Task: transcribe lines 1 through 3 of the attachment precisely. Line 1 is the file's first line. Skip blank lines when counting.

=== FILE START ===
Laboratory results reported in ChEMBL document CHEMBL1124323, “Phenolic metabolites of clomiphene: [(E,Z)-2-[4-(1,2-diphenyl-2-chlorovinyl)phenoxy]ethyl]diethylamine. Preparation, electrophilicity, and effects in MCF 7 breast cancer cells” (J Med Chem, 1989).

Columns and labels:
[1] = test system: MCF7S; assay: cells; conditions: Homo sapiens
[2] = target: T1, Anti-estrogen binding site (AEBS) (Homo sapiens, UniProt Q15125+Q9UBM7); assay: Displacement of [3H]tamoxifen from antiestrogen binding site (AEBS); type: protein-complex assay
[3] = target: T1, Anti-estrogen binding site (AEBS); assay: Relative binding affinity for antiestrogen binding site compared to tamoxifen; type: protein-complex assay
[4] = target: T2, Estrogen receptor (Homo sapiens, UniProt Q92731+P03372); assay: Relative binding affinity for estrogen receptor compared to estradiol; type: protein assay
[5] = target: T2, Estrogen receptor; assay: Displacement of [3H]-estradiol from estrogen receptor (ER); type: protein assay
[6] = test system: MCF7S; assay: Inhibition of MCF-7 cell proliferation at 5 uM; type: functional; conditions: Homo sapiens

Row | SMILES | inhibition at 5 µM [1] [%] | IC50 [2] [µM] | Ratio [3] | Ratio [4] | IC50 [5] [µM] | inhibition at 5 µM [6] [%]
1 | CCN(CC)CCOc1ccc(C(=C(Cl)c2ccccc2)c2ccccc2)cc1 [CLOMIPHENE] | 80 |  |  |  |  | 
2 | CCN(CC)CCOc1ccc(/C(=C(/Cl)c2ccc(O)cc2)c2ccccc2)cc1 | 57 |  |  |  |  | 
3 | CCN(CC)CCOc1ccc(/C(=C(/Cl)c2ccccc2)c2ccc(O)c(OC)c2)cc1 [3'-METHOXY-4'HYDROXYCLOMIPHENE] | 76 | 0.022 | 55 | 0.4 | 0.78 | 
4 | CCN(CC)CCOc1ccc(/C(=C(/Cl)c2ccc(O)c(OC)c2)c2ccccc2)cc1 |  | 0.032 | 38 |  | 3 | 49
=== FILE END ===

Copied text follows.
Laboratory results reported in ChEMBL document CHEMBL1124323, “Phenolic metabolites of clomiphene: [(E,Z)-2-[4-(1,2-diphenyl-2-chlorovinyl)phenoxy]ethyl]diethylamine. Preparation, electrophilicity, and effects in MCF 7 breast cancer cells” (J Med Chem, 1989).

Columns and labels:
[1] = test system: MCF7S; assay: cells; conditions: Homo sapiens